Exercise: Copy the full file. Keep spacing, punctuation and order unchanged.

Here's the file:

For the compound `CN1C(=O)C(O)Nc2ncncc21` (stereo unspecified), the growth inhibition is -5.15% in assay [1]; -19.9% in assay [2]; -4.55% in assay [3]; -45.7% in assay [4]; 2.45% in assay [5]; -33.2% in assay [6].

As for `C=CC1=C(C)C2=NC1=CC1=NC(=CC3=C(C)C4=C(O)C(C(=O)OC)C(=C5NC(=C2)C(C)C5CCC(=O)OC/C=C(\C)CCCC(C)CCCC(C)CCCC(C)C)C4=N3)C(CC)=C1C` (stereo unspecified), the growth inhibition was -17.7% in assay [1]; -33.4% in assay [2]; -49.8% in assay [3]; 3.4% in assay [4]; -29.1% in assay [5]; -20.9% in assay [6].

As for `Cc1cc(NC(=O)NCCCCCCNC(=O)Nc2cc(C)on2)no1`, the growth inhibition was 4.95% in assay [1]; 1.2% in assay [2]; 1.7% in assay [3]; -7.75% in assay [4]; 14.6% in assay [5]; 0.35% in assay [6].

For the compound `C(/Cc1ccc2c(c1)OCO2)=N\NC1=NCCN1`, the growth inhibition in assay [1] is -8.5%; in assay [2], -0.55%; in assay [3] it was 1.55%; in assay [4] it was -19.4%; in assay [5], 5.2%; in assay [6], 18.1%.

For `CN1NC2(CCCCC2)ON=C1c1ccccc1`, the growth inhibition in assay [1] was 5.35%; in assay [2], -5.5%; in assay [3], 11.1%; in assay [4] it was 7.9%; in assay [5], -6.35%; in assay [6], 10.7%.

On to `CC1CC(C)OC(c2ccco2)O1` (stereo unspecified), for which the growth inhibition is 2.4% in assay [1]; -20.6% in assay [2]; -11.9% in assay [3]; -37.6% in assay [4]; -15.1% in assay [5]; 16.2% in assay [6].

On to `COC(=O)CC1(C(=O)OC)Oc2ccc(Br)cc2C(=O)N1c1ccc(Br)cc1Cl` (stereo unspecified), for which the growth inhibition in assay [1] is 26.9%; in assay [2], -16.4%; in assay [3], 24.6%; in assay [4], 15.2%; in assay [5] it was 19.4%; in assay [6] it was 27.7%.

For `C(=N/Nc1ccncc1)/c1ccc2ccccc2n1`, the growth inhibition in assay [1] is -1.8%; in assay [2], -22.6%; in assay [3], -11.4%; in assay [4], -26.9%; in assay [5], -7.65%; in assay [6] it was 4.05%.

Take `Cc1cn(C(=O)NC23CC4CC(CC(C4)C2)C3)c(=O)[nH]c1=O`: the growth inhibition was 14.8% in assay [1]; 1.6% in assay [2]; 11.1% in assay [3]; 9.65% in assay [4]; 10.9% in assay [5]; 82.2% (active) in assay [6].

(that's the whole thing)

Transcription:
For the compound `CN1C(=O)C(O)Nc2ncncc21` (stereo unspecified), the growth inhibition is -5.15% in assay [1]; -19.9% in assay [2]; -4.55% in assay [3]; -45.7% in assay [4]; 2.45% in assay [5]; -33.2% in assay [6].

As for `C=CC1=C(C)C2=NC1=CC1=NC(=CC3=C(C)C4=C(O)C(C(=O)OC)C(=C5NC(=C2)C(C)C5CCC(=O)OC/C=C(\C)CCCC(C)CCCC(C)CCCC(C)C)C4=N3)C(CC)=C1C` (stereo unspecified), the growth inhibition was -17.7% in assay [1]; -33.4% in assay [2]; -49.8% in assay [3]; 3.4% in assay [4]; -29.1% in assay [5]; -20.9% in assay [6].

As for `Cc1cc(NC(=O)NCCCCCCNC(=O)Nc2cc(C)on2)no1`, the growth inhibition was 4.95% in assay [1]; 1.2% in assay [2]; 1.7% in assay [3]; -7.75% in assay [4]; 14.6% in assay [5]; 0.35% in assay [6].

For the compound `C(/Cc1ccc2c(c1)OCO2)=N\NC1=NCCN1`, the growth inhibition in assay [1] is -8.5%; in assay [2], -0.55%; in assay [3] it was 1.55%; in assay [4] it was -19.4%; in assay [5], 5.2%; in assay [6], 18.1%.

For `CN1NC2(CCCCC2)ON=C1c1ccccc1`, the growth inhibition in assay [1] was 5.35%; in assay [2], -5.5%; in assay [3], 11.1%; in assay [4] it was 7.9%; in assay [5], -6.35%; in assay [6], 10.7%.

On to `CC1CC(C)OC(c2ccco2)O1` (stereo unspecified), for which the growth inhibition is 2.4% in assay [1]; -20.6% in assay [2]; -11.9% in assay [3]; -37.6% in assay [4]; -15.1% in assay [5]; 16.2% in assay [6].

On to `COC(=O)CC1(C(=O)OC)Oc2ccc(Br)cc2C(=O)N1c1ccc(Br)cc1Cl` (stereo unspecified), for which the growth inhibition in assay [1] is 26.9%; in assay [2], -16.4%; in assay [3], 24.6%; in assay [4], 15.2%; in assay [5] it was 19.4%; in assay [6] it was 27.7%.

For `C(=N/Nc1ccncc1)/c1ccc2ccccc2n1`, the growth inhibition in assay [1] is -1.8%; in assay [2], -22.6%; in assay [3], -11.4%; in assay [4], -26.9%; in assay [5], -7.65%; in assay [6] it was 4.05%.

Take `Cc1cn(C(=O)NC23CC4CC(CC(C4)C2)C3)c(=O)[nH]c1=O`: the growth inhibition was 14.8% in assay [1]; 1.6% in assay [2]; 11.1% in assay [3]; 9.65% in assay [4]; 10.9% in assay [5]; 82.2% (active) in assay [6].